Thailand's markets have great bargains and they can get better.
Above: Bargaining skills are handy both in remote areas (such as the hill tribes, above), and in the city markets. Ray never paid a baht than he had to!
The Thai language
Mai pen rai: a slogan and a philosophy
Gay life and culture
In the U.S., stores post their prices and you pay that price, otherwise you don't get the item. (Or you shoplift, but that's a different web page.) That system makes sense here in the U.S.: It would never work for a $6.00-an-hour clerk to have the authority to lower prices at whim.
In Thailand's markets, you're often buying right from the owner of the goods, an entrepreneurial merchant with a rental stall. Bargaining is expected, and the merchant is eager to close a sale while still making money.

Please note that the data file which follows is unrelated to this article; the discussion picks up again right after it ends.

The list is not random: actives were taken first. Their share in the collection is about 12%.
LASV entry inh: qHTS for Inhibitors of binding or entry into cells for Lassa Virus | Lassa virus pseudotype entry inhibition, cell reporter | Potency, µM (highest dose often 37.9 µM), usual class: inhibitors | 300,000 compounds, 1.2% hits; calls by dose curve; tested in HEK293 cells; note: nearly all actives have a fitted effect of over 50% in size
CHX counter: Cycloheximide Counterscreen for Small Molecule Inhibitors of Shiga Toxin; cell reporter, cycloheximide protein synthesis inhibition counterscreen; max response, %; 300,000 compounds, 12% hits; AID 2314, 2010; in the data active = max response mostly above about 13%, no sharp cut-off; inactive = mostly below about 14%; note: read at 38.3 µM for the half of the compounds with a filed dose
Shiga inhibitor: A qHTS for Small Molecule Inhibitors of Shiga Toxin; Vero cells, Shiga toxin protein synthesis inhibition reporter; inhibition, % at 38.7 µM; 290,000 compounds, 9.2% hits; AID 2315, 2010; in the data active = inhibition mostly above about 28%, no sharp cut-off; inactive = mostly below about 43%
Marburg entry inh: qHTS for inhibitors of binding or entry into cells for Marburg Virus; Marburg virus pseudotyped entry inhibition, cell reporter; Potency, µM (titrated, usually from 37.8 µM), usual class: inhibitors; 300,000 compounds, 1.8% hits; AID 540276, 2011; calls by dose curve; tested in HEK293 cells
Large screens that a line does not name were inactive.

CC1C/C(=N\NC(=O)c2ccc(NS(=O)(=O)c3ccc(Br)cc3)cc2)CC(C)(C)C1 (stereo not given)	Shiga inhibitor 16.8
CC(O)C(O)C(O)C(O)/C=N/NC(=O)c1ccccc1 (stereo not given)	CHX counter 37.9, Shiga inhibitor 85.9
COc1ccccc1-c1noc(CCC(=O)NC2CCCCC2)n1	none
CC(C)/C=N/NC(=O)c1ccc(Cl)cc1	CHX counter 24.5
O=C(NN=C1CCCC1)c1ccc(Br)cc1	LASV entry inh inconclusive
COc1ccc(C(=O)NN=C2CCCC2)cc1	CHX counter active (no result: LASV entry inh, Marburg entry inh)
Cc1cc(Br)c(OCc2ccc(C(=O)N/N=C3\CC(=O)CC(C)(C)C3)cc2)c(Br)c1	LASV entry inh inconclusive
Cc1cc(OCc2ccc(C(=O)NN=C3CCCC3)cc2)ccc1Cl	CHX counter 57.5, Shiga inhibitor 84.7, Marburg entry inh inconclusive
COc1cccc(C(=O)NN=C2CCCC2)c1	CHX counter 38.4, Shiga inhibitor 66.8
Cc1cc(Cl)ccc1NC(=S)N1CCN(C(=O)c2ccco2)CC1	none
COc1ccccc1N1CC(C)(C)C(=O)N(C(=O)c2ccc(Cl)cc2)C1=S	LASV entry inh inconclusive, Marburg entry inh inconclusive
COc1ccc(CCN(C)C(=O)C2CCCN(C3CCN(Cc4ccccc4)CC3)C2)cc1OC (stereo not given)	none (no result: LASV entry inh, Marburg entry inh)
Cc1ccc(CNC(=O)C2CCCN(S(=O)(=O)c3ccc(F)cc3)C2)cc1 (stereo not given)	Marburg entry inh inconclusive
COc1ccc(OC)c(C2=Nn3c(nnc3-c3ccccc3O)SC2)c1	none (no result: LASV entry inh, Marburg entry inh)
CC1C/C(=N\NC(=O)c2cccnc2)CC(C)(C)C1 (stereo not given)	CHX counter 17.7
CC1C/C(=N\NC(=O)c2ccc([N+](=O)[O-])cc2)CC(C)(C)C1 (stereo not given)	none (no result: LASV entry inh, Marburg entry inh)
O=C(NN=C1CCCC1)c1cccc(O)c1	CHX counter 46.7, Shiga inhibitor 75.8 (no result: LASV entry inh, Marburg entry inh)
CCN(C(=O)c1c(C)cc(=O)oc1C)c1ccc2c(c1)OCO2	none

This bargaining process may intimidate first-time visitors, with memories of haggling over prices with a used-car dealer and coming away feeling burned. No worries. Here's what to do.
First, figure out if bargaining is appropriate here:
Once you've determined that bargaining is expected, you need a sense of how much you can expect to drive down the price. Make a counter-offer too low, and you look bad. Too high, and you'll pay more than you need to.
Typically, at an outdoor market you can expect to get the price down by 10-30%. However, if youíve been pegged as a rich farang, a merchant might have raised the price by a factor of 2 or 3. Donít buy the first thing you see. Look around. Get prices from a few merchants. Youíll soon get a sense of whatís reasonable.
Some other tips:
This site is provided by Alyson Adventures, a gay and lesbian tour operator, as a service for individuals traveling with us. We hope it will also be useful to others planning a tour or researching Thailand. We offer active gay travel in Australia, New Zealand, and other holiday destinations.